12.23.2016 Day in History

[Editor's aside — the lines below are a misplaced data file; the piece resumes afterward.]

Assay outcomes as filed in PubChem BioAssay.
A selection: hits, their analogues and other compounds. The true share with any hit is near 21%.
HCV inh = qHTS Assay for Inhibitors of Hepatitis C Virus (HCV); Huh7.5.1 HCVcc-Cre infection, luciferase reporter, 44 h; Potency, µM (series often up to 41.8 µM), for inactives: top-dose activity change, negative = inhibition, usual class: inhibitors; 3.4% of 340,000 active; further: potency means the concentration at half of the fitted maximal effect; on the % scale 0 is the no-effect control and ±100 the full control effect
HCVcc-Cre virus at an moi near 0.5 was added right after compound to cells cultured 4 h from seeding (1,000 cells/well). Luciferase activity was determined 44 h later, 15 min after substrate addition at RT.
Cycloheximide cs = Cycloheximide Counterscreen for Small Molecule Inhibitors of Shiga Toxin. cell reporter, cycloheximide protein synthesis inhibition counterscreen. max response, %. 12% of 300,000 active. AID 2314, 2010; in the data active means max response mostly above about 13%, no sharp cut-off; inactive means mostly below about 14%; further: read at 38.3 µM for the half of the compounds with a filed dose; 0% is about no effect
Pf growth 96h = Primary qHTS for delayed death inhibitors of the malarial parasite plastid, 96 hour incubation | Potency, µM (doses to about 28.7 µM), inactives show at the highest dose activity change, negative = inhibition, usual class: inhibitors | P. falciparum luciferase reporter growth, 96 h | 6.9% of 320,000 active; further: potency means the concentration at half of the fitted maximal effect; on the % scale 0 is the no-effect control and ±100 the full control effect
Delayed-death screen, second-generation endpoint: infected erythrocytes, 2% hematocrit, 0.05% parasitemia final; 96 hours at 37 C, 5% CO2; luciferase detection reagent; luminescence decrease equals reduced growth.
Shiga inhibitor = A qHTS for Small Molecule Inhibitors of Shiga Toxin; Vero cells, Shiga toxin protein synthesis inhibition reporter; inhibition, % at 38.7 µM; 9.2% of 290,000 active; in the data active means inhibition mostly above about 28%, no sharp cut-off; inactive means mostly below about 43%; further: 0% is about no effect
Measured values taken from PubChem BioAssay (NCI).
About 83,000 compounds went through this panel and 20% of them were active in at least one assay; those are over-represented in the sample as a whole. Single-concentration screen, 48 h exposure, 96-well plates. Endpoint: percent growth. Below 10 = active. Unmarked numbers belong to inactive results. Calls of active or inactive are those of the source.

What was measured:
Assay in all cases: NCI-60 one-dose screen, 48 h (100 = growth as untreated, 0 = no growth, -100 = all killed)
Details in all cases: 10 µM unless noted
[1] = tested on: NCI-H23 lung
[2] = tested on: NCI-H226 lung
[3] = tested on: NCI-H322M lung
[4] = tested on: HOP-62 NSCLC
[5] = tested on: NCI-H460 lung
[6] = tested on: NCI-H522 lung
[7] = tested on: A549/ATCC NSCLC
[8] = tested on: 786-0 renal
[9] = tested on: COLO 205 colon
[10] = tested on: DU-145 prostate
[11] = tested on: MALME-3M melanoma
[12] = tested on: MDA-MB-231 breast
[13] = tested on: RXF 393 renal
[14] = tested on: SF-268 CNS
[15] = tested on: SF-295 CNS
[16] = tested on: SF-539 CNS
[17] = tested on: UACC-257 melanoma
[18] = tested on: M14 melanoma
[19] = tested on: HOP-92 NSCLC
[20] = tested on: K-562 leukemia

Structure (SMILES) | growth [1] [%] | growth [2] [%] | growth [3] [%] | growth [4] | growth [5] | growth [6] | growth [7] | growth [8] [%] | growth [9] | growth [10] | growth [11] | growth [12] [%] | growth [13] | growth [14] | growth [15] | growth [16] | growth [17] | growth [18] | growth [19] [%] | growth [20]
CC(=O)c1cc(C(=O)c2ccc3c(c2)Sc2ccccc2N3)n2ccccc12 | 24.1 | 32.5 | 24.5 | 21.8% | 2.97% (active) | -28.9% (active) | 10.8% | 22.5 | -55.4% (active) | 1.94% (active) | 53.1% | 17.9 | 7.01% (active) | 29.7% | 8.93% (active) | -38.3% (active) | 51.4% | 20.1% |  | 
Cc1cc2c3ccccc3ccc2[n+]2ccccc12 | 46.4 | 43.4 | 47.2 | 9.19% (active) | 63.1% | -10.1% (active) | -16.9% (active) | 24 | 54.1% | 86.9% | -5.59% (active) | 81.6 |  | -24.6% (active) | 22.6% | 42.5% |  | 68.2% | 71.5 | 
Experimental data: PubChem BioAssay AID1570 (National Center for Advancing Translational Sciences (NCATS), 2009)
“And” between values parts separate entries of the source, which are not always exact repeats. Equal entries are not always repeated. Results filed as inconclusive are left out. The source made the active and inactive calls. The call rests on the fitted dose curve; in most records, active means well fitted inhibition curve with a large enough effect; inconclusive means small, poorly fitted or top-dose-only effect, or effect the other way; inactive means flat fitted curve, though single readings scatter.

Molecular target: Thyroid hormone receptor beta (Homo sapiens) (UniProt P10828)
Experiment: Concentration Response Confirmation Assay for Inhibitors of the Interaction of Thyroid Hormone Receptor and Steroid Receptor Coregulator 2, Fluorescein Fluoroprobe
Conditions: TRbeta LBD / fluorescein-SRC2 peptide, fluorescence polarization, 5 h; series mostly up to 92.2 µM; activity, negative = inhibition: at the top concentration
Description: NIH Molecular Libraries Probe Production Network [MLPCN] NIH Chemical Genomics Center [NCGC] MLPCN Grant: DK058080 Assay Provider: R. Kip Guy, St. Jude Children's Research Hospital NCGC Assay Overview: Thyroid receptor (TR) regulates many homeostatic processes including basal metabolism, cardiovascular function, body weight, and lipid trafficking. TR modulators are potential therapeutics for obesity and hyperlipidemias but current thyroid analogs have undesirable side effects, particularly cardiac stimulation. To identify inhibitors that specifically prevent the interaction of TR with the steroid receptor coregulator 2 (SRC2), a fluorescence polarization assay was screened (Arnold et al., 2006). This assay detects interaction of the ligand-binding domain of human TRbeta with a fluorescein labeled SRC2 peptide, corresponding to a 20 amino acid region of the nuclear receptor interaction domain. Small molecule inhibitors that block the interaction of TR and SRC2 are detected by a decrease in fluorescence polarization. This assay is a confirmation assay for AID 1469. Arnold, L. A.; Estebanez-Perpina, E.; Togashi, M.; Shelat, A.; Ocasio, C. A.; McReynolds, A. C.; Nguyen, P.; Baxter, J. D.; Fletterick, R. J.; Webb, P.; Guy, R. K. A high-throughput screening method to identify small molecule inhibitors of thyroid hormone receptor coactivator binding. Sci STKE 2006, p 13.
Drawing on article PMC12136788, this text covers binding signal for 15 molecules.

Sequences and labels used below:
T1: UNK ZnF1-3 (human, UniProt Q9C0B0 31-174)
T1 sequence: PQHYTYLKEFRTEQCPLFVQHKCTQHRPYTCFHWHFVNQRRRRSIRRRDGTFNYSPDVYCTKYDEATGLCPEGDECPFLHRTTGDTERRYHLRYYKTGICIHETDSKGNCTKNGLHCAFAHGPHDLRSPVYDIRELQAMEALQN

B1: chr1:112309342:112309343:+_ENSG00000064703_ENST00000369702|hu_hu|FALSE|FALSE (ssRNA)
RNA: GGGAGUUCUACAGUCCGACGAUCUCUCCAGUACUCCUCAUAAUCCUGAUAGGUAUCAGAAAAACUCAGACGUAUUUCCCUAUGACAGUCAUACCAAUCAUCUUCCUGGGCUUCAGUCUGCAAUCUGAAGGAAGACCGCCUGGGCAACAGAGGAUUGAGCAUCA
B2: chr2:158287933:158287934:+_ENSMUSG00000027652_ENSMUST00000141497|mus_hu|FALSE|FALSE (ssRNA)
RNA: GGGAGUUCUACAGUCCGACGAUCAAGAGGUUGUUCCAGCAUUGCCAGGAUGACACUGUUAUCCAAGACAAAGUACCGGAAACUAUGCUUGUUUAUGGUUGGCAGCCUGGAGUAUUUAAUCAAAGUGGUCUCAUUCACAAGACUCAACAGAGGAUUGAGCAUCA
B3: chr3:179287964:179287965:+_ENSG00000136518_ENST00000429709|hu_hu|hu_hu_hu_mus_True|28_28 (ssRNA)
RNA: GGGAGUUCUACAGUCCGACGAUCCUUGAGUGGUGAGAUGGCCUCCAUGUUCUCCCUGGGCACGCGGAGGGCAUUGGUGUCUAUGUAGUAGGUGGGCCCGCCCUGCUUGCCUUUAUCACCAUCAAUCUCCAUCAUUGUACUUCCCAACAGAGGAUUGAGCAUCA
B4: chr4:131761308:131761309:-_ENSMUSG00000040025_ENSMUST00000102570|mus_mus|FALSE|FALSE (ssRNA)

Today in Oaxaca, Mexico will yield the Night of the Radishes, and in South Sudan is Children’s Day, while secular humanists in the United States mark the Solstice season with the commemoration of Human Light; in North Africa one thousand five hundred thirty-two years ago, Vandal King Gunthamund rose to the throne and ended persecution of Catholics in the realm; in ongoing conflicts between Islamic Arabs and leaders of the Byzantine empire four hundred seventy-eight years later, in 962, Byzantine-Turkish forces succeeded in storming and holding the city of Aleppo, further East in the Mediterranean in present-day Syria; more or less exactly six hundred ten years subsequently, in 1572, a Lutheran radical preacher in Heidelberg, Johann Sylvan, lost his head because he had affirmed the Unitarian godhead, in a context in which the Lutheran hierarchy and the Catholics had established an uneasy truce that revolved around agreeing that a holy trinity held sway; eight decades past that pass, in 1652, a baby boy entered the world in England who would mature as the fiery Puritan preacher of New England, John Cotton; another centuries, four decades, and a single year onward, in 1793, Royalist forces in France suffered a crushing defeat at the hands of revolutionary fighters; three decades henceforth, in 1823, an anonymous story that some people then—and most people since—have called The 183px-Twas_the_Night_Before_Christmas_-_Project_Gutenberg_eText_17135Night Before Christmas, first became available to read and perform; precisely eleven years after, in 1834, thinker and writer Thomas Malthus died; a hundred forty years before the here-and-now, ‘Great Powers’ leaders assembled at the Constantinople Conference in order to iron out protocols for increasing Balkan, particularly Bulgarian, autonomy from Ottoman rule; thirty-two years beyond that instant, in 1908 across the Atlantic along the Mississippi River, American Federation of Labor leaders in St. Louis went to jail for contempt of court for the ‘crime’ of urging a boycott against a predatory employer; five years farther along the temporal arc, in 1913, President Woodrow Wilson signed the Federal Reserve Act into law, establishing a strong if opaque central banking framework for the U.S.; six years later to the day, in 1919, England’s Parliament approved the Removal of most social vote voting election Ballot - Woman's Handdisqualifications on women, including voting, jury service and the right to belong to societies, receive licenses, and much more; seven hundred thirty-one days even closer to the current context, in 1921, U.S. President Warren Harding, with a “Christmas Amnesty,” pardoned dozens of imprisoned pacifists and other anti-war stalwarts, including Socialist Eugene Debs; half a decade afterward, in 1926, a male infant drew his first breath en route to working as a popular psychologist, poet, and author by the name of Robert Bly; a dozen years more down time’s road, in 1938, a male child opened his eyes who would grow up as the computer scientist and inventor of the Transmission Control Protocol, Robert Kahn; a baby male was born two years henceforth, in 1940, who would both grow up as Jorma Kaukonen and write and perform popular songs as a musician with the Jefferson Airplane and Hot Tuna; seven years yet later on, in 1947, Bell Lab scientists in New Jersey successfully demonstrated the operation of transistors; three hundred sixty-six ‘leap’ days thereafter, in 1948, six Japanese whom a war crimes tribunal had convicted, died in Tokyo at the end of ropes for their depredations; another six years afterward, in 1954, two surgeons successfully carried out the first kidney transplant; surgery doctor medical drnine years hence, in 1963, the baby girl came into the world who would grow up to popular and critical acclaim as the author, Donna Tartt, who would write widely distributed and provocative novels and essays and stories; five years still nearer to our day, in 1968, sailors of the U.S.S. Pueblo regained their freedom after having faced almost a year in North Korean jails following their ship’s violation of the Communist country’s territorial waters; eleven years hence, in 1979, Soviet troops first occupied Kabul in the U.S.S.R.’s attempt to control Afghanistan; three years more down the pike, in 1982, around the world in Missouri, the Environmental Protection Agency acknowledged that areas near Times Beach were suffering from dangerous levels of Dioxin; Slovenia’s citizenry eight years more proximate to the present, in 1990, voted overwhelmingly to separate from Yugoslavia in order to form a republic; eight years back, Walmart found itself with penalties that equaled or exceeded half a billion dollars for its ongoing plundering of employees’ breaks and overtime as its business SOP; five years subsequent to that momentous occasion, in 1913, the ninety-four year old designer of the world’s standard assault rifle, Mikhail Kalashnikov, took his final breath.